Catherine was one of the people who was tremendously helpful for me with that. I was visiting her in Puerto Rico, where she runs these week-long, private class sessions. She calls it, “Private Escape,” ‘cause that’s what it is. It’s an escape from the world, in a private kind of setting. You take lessons with her one on one, or together with a friend. Most of it takes place outside, for example at the beach. It’s a beautiful setting, and it has all kinds of restorative properties by itself.

One of the exercises that Catherine asked me to do was to stand at the edge of beach, to look across the ocean, in beautiful sunlight and do a rotating movement that twisted my body in my middle section, right through my scar. I did this for a few minutes in silence until something started releasing within me. I started crying the kind of tears that come when the body starts letting go. We were doing all kinds of exercises like this and – as far as I understand – Catherine has not necessarily learned this anywhere. She’s not a physiotherapist or a psychotherapist, but she will find out what the body needs in order to release a certain tension, or blockage.

Greg And how was your dancing afterwards?

Annette So much easier and more relaxed! There has been quite a lot of release over the past couple of years. Other than working with Catherine, I’ve also done osteopathy, acupuncture, physiotherapy, Pilates and yoga. And just now, in the beginning of this year, after a particularly impactful acupuncture session, there has been so much release! I feel like I am essentially new born. I think I should celebrate my birthday on January 6th from now on, because that’s how new everything seems. Everything feels much more relaxed, and my natural approach to moving to the music is now coming more and more together with what my body can actually do.

That’s my general teaching approach as well. As a teacher, I want to help people find the most relaxation possible for their body, so that their natural instinct of moving to the music is enhanced, is possible, makes sense, so to say. The other aspect is translating the music to others. I’ve been listening to the Blues pretty much daily for the last 10 years, I know a lot about it, and want to bridge the gap between the music and others like me who have previously not been exposed to it in their lives. In class, I’ll often explain, point out or have people figure out the rhythm, the structure, the lyrics or the sound of the music they’re dancing to so that they can match their dancing to the music more easily. So, my teaching is centered around relaxation and translation of music.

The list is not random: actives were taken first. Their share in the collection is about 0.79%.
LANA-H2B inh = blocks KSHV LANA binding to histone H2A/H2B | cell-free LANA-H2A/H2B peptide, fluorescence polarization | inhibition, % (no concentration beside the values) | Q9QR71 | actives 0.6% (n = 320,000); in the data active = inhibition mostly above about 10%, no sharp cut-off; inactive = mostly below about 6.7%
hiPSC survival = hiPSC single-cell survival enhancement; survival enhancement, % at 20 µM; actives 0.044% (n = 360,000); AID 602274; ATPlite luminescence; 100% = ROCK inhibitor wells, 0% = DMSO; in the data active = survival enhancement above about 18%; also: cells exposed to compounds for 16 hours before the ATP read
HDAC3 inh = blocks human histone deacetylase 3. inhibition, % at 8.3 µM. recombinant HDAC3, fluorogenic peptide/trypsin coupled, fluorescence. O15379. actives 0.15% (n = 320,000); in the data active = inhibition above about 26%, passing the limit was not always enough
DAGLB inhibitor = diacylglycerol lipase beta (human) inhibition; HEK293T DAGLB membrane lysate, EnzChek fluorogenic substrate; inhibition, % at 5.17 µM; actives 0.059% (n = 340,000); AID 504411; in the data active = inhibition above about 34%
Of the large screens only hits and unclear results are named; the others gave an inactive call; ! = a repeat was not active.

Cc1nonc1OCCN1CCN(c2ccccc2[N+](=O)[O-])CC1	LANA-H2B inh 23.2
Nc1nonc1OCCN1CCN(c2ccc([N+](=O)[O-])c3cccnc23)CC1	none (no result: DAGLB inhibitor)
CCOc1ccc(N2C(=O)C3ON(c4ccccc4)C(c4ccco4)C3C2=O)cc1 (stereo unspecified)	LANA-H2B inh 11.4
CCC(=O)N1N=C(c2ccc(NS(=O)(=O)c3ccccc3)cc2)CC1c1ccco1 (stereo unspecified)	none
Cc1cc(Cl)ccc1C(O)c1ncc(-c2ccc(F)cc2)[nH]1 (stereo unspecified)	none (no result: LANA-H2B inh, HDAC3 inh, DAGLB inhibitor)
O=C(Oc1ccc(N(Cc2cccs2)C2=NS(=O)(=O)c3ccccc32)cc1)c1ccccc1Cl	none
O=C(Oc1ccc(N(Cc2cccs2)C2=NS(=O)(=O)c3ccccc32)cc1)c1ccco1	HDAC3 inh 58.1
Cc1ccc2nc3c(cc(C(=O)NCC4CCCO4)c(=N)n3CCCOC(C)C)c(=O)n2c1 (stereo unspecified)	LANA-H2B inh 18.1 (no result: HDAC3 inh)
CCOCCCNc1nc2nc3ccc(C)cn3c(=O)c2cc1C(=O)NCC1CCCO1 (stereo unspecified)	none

Greg Let’s expand on the teacher-student relationship. How do you approach your students when you are teaching, and has Catherine been an inspiration here as well?

Annette In watching Catherine teach, there is the overall approach to truly seeing other human beings that has been very inspiring to me. One of the things that has struck me already, many years ago, is how good Catherine is at what I would call, “Picking people up where they are” or reading the room. For instance, as a teacher, she would come into a room and try to feel the vibe. Are these people excited and full of energy? Are they sitting down and they really can’t go any further? Are they confused about the previous lesson? She will pick up on these kind of things and then adapt. If people are obviously tired, and halfway sitting down all across the room, Catherine might invite everyone to just sit down wherever they are. She might then sit among them and do a gentle warm-up of the upper body until people have gathered enough energy to stand up.

This empathetic approach to education has very much helped me with my own teaching. I usually have a lot of energy when I’m teaching, because I love it, and whatever I love I generally have a lot of energy for. So I can easily be the most energetic person in class and that used to be an issue. I often used to overwhelm people with a, say highly energetic warm-up, that did not match what the room was saying. Nowadays, I’m much more observant of these kind of situations and I’m trying to read the room just as well.

Greg I must admit, one of the things I enjoyed when I was taking your class was your ability to walk the line between being both a teacher and a fellow student. You were respected by the class, but I felt you were also always thinking about what was going on in your own development. It was a very nice balance.